Captain Nemo
Captain Nemo, also known as Prince Dakkar, is a fictional character featured in Jules Verne's novels Twenty Thousand Leagues Under the Sea and The Mysterious Island ....

 were changed from those of a Polish refugee avenging the partitions of Poland
Partitions of Poland
The Partitions of Poland or Partitions of the Polish–Lithuanian Commonwealth took place in the second half of the 18th century and ended the existence of the Polish–Lithuanian Commonwealth, resulting in the elimination of sovereign Poland for 123 years...

 and the death of his family in the January Uprising
January Uprising
The January Uprising was an uprising in the former Polish-Lithuanian Commonwealth against the Russian Empire...

 repressions to those of an Indian prince fighting the British Empire
British Empire
The British Empire comprised the dominions, colonies, protectorates, mandates and other territories ruled or administered by the United Kingdom. It originated with the overseas colonies and trading posts established by England in the late 16th and early 17th centuries. At its height, it was the...

 after the Indian Rebellion of 1857
Indian Rebellion of 1857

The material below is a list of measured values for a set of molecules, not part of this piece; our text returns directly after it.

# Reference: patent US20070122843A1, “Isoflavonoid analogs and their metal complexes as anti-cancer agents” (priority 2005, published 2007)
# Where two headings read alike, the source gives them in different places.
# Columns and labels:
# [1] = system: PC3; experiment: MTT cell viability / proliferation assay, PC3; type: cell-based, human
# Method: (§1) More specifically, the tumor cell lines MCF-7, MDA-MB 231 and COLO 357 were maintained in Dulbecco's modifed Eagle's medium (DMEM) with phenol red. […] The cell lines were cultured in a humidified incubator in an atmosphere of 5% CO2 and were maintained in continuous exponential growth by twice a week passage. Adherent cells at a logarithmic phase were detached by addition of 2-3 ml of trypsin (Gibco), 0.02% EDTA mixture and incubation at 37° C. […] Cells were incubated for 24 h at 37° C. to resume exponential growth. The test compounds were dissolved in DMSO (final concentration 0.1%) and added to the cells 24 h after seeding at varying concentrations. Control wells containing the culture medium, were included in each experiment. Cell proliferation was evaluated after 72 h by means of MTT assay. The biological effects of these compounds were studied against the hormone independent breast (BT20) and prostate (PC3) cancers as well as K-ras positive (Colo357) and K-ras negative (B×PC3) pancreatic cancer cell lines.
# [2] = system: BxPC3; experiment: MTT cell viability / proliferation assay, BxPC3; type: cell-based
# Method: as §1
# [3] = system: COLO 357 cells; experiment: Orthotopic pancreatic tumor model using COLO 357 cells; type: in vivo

The Indian Rebellion of 1857 began as a mutiny of sepoys of the British East India Company's army on 10 May 1857, in the town of Meerut, and soon escalated into other mutinies and civilian rebellions largely in the upper Gangetic plain and central India, with the major hostilities confined to...

.

See also


  • Paschal Grousset
    Paschal Grousset
    Jean François Paschal Grousset was a French politician, journalist, translator and science fiction writer. Grousset published under the pseudonyms of André Laurie, Philippe Daryl, Tiburce Moray and Léopold Virey.Grousset was born in Corte, Corsica, and studied medicine before commencing a...

  • Karl May
    Karl May
    Karl Friedrich May was a popular German writer, noted mainly for adventure novels set in the American Old West, and similar books set in the Orient and Middle East . In addition, he wrote stories set in his native Germany, in China and in South America...